V. B. Nimble, V. B. Quick
V. B. Wigglesworth wakes at noon,
Washes, shaves and very soon
Is at the lab; he reads his mail,
Swings a tadpole by the tail,
Undoes his coat, removes his hat,
Dips a spider in a vat
Of alkaline, phones the press,
Tells them he is F.R.S.,
Subdivides six protocells,
Kills a rat by ringing bells,
Writes a treatise, edits two
Symposia on “Will man do?”,
Gives a lecture, audits three,
Has the sperm club in for tea,
Pensions off an ageing spore,
Cracks a test tube, takes some pure
Science and applies it, finds
His hat, adjusts it, pulls the blinds,
Instructs the jellyfish to spawn,
And, by one o’clock, is gone.
– John Updike
from General Prologue, The Canterbury Tales
With us ther was a Doctour of Phisik;
In al this world ne was ther noon hym lik,
To speke of phisik and of surgerye,
For he was grounded in astronomye.
He kepte his pacient a ful greet deel
In houres by his magyk natureel.
Wel koude he fortunen the ascendent
Of his ymages for his pacient.
He knew the cause of everich maladye,
Were it of hoot, or coold, or moyste, or drye,
And where they engendred, and of what humour.
He was a verray, parfit praktisour:
The cause yknowe, and of his harm the roote,
Anon he yaf the sike man his boote.
Ful redy hadde he his apothecaries
To sende hym drogges and his letuaries,
For ech of hem made oother for to wynne—
Hir friendship nas nat newe to bigynne.
Wel knew he the olde Esculapius,
And Deyscorides, and eek Rufus,
Olde Ypocras, Haly, and Galyen,
Serapion, Razis, and Avycen,
Averrois, Damascien, and Constantyn,
Bernard, and Gatesden, and Gilbertyn.
Of his diete mesurable was he,
For it was of no superfluitee,
But of greet norissyng and digestible.
His studie was but litel on the Bible.
In sangwyn and in pers he clad was al,
Lyned with taffata and with sendal;
And yet he was but esy of dispence;
He kepte that he wan in pestilence.
For gold in phisik is a cordial,
Therefore he lovede gold in special.
– Geoffrey Chaucer
… Do not all charms fly
At the mere touch of cold philosophy?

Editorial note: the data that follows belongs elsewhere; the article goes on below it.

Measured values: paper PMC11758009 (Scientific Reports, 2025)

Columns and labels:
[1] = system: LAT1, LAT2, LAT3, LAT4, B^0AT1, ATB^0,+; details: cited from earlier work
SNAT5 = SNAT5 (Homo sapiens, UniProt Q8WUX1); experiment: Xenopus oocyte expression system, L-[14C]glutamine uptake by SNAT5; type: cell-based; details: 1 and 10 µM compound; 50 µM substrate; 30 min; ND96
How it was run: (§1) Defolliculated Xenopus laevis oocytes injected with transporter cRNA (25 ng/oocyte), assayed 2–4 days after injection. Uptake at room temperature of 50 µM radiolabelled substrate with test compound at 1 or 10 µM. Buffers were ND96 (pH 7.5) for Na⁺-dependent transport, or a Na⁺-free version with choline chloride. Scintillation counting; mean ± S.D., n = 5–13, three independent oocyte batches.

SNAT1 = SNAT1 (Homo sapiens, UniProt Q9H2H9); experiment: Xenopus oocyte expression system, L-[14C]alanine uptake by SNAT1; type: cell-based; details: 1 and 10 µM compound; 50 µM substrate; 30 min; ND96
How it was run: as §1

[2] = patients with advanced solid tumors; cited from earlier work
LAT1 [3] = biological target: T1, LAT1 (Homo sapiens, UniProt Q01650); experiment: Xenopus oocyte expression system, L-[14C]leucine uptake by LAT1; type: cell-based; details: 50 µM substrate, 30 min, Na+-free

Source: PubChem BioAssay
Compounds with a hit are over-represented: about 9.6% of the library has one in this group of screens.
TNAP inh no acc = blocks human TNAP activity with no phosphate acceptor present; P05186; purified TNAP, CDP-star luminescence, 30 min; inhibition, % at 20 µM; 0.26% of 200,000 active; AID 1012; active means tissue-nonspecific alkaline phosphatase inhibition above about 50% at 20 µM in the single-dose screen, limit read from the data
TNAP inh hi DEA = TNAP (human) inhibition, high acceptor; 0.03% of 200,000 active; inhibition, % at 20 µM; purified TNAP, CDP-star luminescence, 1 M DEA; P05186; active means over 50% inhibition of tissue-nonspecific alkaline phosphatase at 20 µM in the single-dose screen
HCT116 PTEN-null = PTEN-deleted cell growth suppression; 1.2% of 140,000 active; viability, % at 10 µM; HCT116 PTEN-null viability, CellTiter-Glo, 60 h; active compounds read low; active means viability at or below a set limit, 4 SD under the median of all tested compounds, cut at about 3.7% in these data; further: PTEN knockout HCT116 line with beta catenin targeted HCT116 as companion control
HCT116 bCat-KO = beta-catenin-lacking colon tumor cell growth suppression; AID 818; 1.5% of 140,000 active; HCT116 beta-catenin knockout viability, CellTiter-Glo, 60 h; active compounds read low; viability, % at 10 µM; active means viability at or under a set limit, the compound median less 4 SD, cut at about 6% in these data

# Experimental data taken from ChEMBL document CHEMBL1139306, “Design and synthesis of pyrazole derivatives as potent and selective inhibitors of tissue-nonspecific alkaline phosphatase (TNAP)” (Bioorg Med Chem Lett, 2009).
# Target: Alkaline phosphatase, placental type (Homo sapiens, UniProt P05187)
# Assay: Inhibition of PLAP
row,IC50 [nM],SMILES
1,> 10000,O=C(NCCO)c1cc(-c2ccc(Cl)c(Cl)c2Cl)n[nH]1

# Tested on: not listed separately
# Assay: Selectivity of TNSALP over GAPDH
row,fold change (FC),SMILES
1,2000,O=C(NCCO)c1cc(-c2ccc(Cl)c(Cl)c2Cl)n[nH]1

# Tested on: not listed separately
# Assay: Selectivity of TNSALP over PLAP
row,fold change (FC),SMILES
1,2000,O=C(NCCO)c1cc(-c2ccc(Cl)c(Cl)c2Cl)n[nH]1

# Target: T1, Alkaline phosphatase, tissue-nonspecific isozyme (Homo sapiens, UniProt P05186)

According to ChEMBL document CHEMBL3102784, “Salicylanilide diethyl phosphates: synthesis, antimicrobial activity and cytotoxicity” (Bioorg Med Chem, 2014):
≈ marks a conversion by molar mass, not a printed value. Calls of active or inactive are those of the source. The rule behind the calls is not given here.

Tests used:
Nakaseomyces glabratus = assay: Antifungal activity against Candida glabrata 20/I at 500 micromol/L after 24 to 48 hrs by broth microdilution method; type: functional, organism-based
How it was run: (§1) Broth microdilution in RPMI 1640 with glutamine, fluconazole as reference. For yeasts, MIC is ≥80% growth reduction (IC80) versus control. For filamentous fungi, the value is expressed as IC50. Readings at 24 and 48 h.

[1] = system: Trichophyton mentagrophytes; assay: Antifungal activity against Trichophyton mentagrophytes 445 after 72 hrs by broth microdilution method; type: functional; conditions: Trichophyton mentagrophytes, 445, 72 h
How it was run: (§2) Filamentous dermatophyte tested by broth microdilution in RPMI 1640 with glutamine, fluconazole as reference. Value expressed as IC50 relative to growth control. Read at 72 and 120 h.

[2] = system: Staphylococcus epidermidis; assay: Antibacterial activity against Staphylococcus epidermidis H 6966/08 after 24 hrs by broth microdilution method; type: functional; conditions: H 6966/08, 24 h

There was an awful rainbow once in heaven:
We know her woof, her texture; she is given
In the dull catalogue of common things.
Philosophy will clip an Angel’s wings,
Conquer all mysteries by rule and line,
Empty the haunted air, and gnomed mine –
Unweave a rainbow, as it erewhile made
The tender-person’d Lamia melt into a shade.
– John Keats
Euclid alone has looked on Beauty bare
Euclid alone has looked on Beauty bare.
Let all who prate of Beauty hold their peace,
And lay them prone upon the earth and cease
To ponder on themselves, the while they stare
At nothing, intricately drawn nowhere
In shapes of shifting lineage; let geese
Gabble and hiss, but heroes seek release
From dusty bondage into luminous air.
O blinding hour, O holy, terrible day,
When first the shaft into his vision shone
Of light anatomized! Euclid alone
Has looked on Beauty bare. Fortunate they
Who, though once only and then but far away,
Have heard her massive sandal set on stone.
– Edna St. Vincent Millay
At Moa Point that afternoon
two biologists were searching rockpools
for specimens. It was low tide.
I watched. They rolled away a stone,
fossicked in wet weed, described things
rather self-consciously to each other.
Then one of them put into my hands
a cold heavy jelly: my first sea-slug.
I peered gratefully down at it,
turned it over – did nothing, surely?
for them to laugh at. ‘See that?’
said the one with freckles (they were both quite young)
‘it doesn’t seem to worry her.’
‘Oh, well,’ said the other ‘these local kids…’
I kept my eyes down for a moment
in solemn, scientific study;
then said in my recently-acquired
almost local accent ‘Thank you.’
And firmly but gently (a vet with a kitten)
handed it back
– Fleur Adcock
from Hiawatha’s Photographing
From his shoulder Hiawatha
Took the camera of rosewood,
Made of sliding, folding rosewood;
Neatly put it all together.
In its case it lay compactly,
Folded into nearly nothing;
But he opened out the hinges,
Pushed and pulled the joints and hinges,
Till it looked all squares and oblongs,
Like a complicated figure
In the Second Book of Euclid.
This he perched upon a tripod –
Crouched beneath its dusky cover –
Stretched his hand, enforcing silence –
Said “Be motionless, I beg you!”
Mystic, awful was the process.
First, a piece of glass he coated
With collodion, and plunged it
In a bath of lunar caustic
Carefully dissolved in water –
There he left it certain minutes.
Secondly, my Hiawatha
Made with cunning hand a mixture
Of the acid pyrro-gallic,
And of glacial-acetic,
And of alcohol and water
This developed all the picture.
Finally, he fixed each picture
With a saturate solution
Which was made of hyposulphite
Which, again, was made of soda.
(Very difficult the name is
For a metre like the present
But periphrasis has done it.)
All the family in order
Sat before him for their pictures:
Each in turn, as he was taken,
Volunteered his own suggestions,
His ingenious suggestions.
– Lewis Carroll